01:54 GMT22 February 2020
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    The Congressional Budget Office, an independent agency tasked with assisting lawmakers on budget matters, estimates the new amendments to the American Health Care Act make the bill more costly to taxpayers without insuring more Americans.

    "This estimate shows smaller savings over the next 10 years than the estimate the CBO issued on March 13," the CBO said.

    US Republican presidential candidate Donald Trump (left) and Speaker of the House Paul Ryan
    © AFP 2019 / Brendan Smialowski/Saul Loeb

    According to both versions of the analysis, 14 million people would go uninsured by 2018 under House Speaker Paul Ryan’s and US President Donald Trump’s health bill, which was scheduled to be voted on by the US House of Representatives on Thursday, but postponed. 

    "There is plan A and plan A," White House Press Secretary Sean Spicer said Thursday, indicating that the White House has no back up plan if the AHCA fails in the House vote, now scheduled to take place Friday.  

    "Fourteen million more people would be uninsured under the legislation than under current law,” the CBO forecasted. Coverage would continue to fall into the 2020s, the report adds, and an estimated "52 million people would under age 65 would be uninsured" in 2026, "compared with 28 million who would lack insurance that year under current law."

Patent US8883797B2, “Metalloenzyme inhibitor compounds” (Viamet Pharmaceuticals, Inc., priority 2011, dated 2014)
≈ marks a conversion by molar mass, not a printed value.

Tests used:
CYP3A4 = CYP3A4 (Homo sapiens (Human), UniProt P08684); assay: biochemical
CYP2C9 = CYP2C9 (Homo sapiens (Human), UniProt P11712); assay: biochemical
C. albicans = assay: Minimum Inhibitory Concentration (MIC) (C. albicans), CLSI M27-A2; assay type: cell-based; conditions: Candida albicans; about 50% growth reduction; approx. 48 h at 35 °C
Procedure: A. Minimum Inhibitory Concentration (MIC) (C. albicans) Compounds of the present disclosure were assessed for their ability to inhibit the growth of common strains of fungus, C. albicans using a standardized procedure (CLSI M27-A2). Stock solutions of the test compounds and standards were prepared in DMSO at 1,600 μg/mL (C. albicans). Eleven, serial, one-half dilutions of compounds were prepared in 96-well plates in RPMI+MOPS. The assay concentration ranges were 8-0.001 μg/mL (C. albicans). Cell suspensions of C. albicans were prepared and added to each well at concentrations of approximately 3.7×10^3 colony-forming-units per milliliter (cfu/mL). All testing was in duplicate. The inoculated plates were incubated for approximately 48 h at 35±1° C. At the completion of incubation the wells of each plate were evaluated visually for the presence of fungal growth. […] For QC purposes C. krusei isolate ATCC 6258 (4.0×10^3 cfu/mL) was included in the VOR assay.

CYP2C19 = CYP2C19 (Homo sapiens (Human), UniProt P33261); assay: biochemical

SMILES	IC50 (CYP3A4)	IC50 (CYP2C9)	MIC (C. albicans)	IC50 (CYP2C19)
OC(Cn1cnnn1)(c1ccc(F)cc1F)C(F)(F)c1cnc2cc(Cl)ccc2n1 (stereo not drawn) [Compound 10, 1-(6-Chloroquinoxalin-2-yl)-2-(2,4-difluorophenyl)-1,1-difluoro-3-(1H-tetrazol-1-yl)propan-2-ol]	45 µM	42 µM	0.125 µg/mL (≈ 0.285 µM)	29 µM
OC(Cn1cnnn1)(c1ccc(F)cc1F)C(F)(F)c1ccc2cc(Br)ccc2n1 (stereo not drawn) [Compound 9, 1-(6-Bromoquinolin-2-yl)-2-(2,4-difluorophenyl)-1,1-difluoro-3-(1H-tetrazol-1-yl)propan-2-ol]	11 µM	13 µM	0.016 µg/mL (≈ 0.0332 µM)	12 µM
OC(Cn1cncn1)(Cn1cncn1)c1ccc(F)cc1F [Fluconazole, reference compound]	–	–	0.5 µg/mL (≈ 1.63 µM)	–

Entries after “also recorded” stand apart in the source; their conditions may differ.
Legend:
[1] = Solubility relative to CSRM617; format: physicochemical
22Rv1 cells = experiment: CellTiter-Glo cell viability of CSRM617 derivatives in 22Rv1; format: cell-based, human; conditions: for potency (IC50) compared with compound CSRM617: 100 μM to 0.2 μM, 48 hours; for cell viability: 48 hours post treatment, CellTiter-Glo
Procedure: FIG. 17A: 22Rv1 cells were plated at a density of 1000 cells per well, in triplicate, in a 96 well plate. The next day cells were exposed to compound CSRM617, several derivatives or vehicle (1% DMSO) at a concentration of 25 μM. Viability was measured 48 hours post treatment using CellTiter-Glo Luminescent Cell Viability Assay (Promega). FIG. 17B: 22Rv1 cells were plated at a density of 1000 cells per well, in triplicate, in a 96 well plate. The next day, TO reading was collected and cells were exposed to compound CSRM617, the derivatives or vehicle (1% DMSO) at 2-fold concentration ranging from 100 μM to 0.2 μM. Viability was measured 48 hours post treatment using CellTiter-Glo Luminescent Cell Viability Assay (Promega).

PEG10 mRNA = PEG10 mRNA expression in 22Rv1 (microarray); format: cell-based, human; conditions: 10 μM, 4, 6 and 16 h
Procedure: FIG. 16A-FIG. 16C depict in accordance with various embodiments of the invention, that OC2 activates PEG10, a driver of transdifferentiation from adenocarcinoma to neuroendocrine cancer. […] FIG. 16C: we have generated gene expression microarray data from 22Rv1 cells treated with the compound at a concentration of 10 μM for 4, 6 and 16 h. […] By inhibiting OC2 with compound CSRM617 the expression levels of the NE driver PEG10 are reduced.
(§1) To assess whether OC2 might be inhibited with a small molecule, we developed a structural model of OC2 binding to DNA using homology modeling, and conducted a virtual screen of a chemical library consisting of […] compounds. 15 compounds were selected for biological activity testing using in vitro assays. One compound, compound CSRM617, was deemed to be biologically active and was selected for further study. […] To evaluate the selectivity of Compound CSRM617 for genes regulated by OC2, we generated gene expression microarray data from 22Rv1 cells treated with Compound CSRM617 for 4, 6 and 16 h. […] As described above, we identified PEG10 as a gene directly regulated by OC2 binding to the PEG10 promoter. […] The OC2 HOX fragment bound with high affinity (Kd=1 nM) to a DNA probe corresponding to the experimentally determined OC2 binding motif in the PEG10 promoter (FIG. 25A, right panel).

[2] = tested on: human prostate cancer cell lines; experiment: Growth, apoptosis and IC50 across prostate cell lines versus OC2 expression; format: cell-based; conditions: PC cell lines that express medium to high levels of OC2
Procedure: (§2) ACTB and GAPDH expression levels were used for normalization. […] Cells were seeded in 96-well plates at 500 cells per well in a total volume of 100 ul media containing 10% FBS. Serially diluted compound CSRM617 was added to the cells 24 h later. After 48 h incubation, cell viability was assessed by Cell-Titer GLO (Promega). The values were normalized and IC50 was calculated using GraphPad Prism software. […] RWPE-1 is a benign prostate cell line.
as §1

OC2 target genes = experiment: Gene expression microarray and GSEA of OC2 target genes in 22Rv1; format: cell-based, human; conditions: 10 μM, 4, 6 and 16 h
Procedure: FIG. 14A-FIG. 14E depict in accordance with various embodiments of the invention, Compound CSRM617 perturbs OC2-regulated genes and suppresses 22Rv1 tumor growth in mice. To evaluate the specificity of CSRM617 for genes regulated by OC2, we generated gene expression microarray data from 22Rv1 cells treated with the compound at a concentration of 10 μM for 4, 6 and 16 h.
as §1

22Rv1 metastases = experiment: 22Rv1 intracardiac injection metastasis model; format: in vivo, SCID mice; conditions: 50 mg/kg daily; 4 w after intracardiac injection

Further, the legislation fails in one of its most basic goals: reducing premiums for consumers. 

    Ryan’s bill "would tend to increase premiums" in the individual market until 2020, according to the report.

    "In 2018 and 2019," the CBO writes, average premiums for people in the individual market (also known as “the exchanges”), would rise "15 percent to 20 percent higher under the legislation than under current law."

    Compared with the initial AHCA proposal, by incorporating the new amendments, the CBO projects that it would "save $186 billion less" over a 10-year-period. 

    The new bill is proposed as a replacement for the US Affordable Care Act of 2010, also known as Obamacare, which increased insurance coverage in the US by at least 20 million people


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    Congressional Budget Office (CBO), Paul Ryan, Barack Obama
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